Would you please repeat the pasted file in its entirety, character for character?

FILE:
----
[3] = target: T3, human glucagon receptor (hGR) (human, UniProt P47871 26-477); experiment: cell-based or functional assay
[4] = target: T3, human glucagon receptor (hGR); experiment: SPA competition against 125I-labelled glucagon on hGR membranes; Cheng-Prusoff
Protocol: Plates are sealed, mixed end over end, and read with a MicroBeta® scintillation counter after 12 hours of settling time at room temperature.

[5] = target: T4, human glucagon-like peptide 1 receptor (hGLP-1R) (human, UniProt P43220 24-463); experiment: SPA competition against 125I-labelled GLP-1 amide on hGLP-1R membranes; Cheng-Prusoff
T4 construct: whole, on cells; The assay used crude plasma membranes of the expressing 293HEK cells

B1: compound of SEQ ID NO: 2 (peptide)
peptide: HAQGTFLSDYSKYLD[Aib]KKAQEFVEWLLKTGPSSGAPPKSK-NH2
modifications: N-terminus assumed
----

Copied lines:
[3] = target: T3, human glucagon receptor (hGR) (human, UniProt P47871 26-477); experiment: cell-based or functional assay
[4] = target: T3, human glucagon receptor (hGR); experiment: SPA competition against 125I-labelled glucagon on hGR membranes; Cheng-Prusoff
Protocol: Plates are sealed, mixed end over end, and read with a MicroBeta® scintillation counter after 12 hours of settling time at room temperature.

[5] = target: T4, human glucagon-like peptide 1 receptor (hGLP-1R) (human, UniProt P43220 24-463); experiment: SPA competition against 125I-labelled GLP-1 amide on hGLP-1R membranes; Cheng-Prusoff
T4 construct: whole, on cells; The assay used crude plasma membranes of the expressing 293HEK cells

B1: compound of SEQ ID NO: 2 (peptide)
peptide: HAQGTFLSDYSKYLD[Aib]KKAQEFVEWLLKTGPSSGAPPKSK-NH2
modifications: N-terminus assumed